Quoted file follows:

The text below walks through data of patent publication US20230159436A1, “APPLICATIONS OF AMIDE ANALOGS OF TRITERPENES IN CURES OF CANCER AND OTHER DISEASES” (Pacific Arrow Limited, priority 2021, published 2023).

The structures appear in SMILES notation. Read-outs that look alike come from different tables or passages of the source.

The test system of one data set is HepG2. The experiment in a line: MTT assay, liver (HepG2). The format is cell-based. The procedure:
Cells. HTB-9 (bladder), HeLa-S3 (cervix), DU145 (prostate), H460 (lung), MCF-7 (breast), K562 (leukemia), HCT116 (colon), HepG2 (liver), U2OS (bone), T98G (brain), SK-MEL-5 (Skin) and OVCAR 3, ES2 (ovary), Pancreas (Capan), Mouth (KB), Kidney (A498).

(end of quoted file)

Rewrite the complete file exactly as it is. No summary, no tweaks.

The text below walks through data of patent publication US20230159436A1, “APPLICATIONS OF AMIDE ANALOGS OF TRITERPENES IN CURES OF CANCER AND OTHER DISEASES” (Pacific Arrow Limited, priority 2021, published 2023).

The structures appear in SMILES notation. Read-outs that look alike come from different tables or passages of the source.

The test system of one data set is HepG2. The experiment in a line: MTT assay, liver (HepG2). The format is cell-based. The procedure:
Cells. HTB-9 (bladder), HeLa-S3 (cervix), DU145 (prostate), H460 (lung), MCF-7 (breast), K562 (leukemia), HCT116 (colon), HepG2 (liver), U2OS (bone), T98G (brain), SK-MEL-5 (Skin) and OVCAR 3, ES2 (ovary), Pancreas (Capan), Mouth (KB), Kidney (A498).